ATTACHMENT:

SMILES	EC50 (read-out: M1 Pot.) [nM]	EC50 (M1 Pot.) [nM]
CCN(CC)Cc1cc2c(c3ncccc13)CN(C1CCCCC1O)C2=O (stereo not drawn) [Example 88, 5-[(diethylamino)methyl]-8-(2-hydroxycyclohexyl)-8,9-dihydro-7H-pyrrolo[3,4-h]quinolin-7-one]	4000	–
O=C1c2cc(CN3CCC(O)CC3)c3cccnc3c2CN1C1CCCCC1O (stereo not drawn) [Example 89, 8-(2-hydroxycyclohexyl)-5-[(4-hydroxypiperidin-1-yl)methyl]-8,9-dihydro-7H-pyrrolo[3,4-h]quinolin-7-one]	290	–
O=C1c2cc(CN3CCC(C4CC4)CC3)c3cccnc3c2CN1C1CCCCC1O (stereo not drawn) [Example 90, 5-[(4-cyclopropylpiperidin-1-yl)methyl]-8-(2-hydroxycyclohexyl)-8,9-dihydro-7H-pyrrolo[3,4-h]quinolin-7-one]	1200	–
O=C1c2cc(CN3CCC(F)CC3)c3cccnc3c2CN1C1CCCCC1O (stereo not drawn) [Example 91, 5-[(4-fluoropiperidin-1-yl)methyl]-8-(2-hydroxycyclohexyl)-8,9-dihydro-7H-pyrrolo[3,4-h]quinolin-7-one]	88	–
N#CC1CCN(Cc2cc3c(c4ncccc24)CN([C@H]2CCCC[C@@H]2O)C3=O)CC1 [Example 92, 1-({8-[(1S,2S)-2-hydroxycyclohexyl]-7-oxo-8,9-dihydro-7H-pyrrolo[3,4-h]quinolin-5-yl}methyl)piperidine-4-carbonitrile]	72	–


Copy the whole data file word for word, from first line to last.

SMILES	EC50 (read-out: M1 Pot.) [nM]	EC50 (M1 Pot.) [nM]
CCN(CC)Cc1cc2c(c3ncccc13)CN(C1CCCCC1O)C2=O (stereo not drawn) [Example 88, 5-[(diethylamino)methyl]-8-(2-hydroxycyclohexyl)-8,9-dihydro-7H-pyrrolo[3,4-h]quinolin-7-one]	4000	–
O=C1c2cc(CN3CCC(O)CC3)c3cccnc3c2CN1C1CCCCC1O (stereo not drawn) [Example 89, 8-(2-hydroxycyclohexyl)-5-[(4-hydroxypiperidin-1-yl)methyl]-8,9-dihydro-7H-pyrrolo[3,4-h]quinolin-7-one]	290	–
O=C1c2cc(CN3CCC(C4CC4)CC3)c3cccnc3c2CN1C1CCCCC1O (stereo not drawn) [Example 90, 5-[(4-cyclopropylpiperidin-1-yl)methyl]-8-(2-hydroxycyclohexyl)-8,9-dihydro-7H-pyrrolo[3,4-h]quinolin-7-one]	1200	–
O=C1c2cc(CN3CCC(F)CC3)c3cccnc3c2CN1C1CCCCC1O (stereo not drawn) [Example 91, 5-[(4-fluoropiperidin-1-yl)methyl]-8-(2-hydroxycyclohexyl)-8,9-dihydro-7H-pyrrolo[3,4-h]quinolin-7-one]	88	–
N#CC1CCN(Cc2cc3c(c4ncccc24)CN([C@H]2CCCC[C@@H]2O)C3=O)CC1 [Example 92, 1-({8-[(1S,2S)-2-hydroxycyclohexyl]-7-oxo-8,9-dihydro-7H-pyrrolo[3,4-h]quinolin-5-yl}methyl)piperidine-4-carbonitrile]	72	–